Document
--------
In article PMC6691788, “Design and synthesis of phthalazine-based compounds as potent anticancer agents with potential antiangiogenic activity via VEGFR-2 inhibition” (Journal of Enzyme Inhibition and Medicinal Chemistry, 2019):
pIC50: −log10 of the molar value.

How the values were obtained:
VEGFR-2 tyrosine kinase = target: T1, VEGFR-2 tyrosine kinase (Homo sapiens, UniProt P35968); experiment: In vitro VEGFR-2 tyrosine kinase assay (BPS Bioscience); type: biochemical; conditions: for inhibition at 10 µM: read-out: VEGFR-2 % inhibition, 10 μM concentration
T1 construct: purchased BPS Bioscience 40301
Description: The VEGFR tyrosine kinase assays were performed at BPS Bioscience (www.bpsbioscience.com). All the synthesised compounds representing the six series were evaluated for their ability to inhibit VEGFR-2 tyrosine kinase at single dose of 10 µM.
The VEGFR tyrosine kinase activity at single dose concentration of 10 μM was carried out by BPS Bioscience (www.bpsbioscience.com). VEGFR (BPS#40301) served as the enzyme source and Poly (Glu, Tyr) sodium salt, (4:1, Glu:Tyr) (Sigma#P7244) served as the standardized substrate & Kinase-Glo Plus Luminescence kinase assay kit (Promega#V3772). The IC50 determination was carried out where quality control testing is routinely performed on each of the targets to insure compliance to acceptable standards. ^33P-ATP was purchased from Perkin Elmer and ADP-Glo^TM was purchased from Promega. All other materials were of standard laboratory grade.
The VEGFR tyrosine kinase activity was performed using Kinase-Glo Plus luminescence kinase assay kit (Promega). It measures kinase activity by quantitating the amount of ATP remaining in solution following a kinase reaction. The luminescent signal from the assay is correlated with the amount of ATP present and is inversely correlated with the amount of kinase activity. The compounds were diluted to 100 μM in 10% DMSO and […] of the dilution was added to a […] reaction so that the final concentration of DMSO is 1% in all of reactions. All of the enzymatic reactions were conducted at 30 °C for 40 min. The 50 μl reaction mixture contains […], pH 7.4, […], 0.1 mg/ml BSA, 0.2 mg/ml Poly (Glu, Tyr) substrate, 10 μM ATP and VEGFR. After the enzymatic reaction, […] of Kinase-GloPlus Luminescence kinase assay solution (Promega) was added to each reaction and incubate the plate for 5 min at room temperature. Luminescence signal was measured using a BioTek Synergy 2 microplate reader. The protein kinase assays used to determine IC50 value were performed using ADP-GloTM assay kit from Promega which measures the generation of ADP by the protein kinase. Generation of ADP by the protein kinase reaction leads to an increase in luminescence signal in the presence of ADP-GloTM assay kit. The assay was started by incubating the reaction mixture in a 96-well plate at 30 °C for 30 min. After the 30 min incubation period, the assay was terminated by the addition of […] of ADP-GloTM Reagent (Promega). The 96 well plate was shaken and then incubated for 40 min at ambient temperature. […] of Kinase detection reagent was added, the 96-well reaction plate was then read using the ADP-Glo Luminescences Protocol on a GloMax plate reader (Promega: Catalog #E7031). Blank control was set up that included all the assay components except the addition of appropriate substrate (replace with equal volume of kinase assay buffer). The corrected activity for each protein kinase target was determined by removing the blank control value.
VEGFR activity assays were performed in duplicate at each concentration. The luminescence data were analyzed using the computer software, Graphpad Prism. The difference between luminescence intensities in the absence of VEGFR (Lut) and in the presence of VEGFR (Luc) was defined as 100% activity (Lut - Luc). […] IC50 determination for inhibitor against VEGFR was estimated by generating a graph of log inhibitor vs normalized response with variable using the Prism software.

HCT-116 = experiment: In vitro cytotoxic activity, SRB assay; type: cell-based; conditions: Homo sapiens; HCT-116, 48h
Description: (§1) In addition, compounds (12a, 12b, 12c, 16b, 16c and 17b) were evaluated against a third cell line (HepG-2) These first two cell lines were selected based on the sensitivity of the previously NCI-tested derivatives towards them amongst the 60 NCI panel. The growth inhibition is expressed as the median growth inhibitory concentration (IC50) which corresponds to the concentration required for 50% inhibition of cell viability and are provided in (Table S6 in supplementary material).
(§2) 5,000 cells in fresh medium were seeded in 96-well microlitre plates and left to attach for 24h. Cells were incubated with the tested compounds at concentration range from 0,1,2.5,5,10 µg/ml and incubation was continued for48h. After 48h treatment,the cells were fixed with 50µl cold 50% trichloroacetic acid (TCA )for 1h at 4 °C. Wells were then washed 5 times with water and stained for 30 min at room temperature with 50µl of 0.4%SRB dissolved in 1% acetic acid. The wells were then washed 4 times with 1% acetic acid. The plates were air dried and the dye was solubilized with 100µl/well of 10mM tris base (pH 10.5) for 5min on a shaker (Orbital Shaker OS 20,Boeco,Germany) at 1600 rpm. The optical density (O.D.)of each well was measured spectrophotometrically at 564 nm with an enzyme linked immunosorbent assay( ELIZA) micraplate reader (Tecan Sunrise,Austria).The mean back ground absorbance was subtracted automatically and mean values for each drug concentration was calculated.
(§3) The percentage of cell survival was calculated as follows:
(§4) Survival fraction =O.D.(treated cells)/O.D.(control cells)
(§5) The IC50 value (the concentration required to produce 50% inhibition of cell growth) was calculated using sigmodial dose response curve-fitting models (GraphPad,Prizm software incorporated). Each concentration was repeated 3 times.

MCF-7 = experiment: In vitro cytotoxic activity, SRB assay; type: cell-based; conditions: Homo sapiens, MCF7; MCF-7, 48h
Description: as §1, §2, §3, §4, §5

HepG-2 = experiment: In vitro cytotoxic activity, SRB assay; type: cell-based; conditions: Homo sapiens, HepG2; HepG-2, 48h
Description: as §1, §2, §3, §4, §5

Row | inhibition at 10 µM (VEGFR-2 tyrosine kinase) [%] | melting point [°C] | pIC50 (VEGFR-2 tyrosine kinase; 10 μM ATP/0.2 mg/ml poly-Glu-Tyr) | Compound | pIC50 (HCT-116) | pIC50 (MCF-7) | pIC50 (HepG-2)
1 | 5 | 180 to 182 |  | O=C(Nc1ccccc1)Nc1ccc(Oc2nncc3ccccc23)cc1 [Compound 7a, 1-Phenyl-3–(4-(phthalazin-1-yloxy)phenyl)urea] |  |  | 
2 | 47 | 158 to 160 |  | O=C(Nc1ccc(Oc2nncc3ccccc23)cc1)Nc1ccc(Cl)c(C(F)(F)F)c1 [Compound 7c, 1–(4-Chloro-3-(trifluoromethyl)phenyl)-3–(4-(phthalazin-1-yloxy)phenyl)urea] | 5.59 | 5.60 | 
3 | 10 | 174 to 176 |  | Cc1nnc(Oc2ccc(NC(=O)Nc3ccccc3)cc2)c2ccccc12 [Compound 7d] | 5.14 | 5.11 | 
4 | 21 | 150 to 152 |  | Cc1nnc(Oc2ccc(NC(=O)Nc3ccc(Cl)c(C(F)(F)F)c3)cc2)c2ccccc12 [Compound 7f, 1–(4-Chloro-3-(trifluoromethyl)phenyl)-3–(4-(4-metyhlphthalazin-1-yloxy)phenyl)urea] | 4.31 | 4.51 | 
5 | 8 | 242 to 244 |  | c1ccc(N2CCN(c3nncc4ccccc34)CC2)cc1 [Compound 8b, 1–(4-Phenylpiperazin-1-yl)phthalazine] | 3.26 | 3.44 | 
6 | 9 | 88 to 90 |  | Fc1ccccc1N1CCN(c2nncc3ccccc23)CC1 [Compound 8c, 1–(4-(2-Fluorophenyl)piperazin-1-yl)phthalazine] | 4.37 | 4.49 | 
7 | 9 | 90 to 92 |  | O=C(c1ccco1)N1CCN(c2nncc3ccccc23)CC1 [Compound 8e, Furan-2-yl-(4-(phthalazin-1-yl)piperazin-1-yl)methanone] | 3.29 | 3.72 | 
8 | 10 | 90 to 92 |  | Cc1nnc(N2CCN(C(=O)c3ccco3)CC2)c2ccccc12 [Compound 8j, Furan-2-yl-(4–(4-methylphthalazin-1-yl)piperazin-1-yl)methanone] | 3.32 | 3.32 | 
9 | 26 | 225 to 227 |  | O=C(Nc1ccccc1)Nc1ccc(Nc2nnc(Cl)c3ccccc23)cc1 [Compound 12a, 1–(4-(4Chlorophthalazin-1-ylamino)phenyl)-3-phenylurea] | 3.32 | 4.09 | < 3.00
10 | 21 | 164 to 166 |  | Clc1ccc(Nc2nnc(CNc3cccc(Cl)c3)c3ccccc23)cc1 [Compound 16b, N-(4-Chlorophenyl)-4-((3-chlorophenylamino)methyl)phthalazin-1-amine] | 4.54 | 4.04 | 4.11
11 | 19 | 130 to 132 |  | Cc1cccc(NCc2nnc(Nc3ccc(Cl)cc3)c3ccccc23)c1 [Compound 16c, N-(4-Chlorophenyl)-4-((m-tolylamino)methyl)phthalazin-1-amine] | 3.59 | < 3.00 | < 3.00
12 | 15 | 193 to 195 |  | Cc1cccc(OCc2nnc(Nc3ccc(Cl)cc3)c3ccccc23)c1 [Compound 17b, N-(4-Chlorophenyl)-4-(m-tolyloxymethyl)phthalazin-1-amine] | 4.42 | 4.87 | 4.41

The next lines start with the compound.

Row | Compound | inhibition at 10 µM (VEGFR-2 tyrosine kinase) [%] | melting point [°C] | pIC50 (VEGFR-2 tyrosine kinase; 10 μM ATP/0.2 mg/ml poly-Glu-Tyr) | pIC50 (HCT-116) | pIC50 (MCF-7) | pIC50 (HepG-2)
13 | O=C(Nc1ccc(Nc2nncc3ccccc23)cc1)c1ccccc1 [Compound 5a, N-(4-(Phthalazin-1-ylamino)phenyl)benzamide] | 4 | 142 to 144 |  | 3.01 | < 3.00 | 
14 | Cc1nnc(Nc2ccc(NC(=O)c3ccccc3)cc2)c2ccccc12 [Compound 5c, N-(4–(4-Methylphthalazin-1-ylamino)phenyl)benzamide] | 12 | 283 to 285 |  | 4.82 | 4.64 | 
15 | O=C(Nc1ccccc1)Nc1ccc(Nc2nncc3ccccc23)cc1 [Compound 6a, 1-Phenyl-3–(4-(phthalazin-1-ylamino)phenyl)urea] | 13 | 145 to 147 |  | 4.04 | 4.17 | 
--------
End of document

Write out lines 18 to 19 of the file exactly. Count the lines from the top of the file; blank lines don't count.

HepG-2 = experiment: In vitro cytotoxic activity, SRB assay; type: cell-based; conditions: Homo sapiens, HepG2; HepG-2, 48h
Description: as §1, §2, §3, §4, §5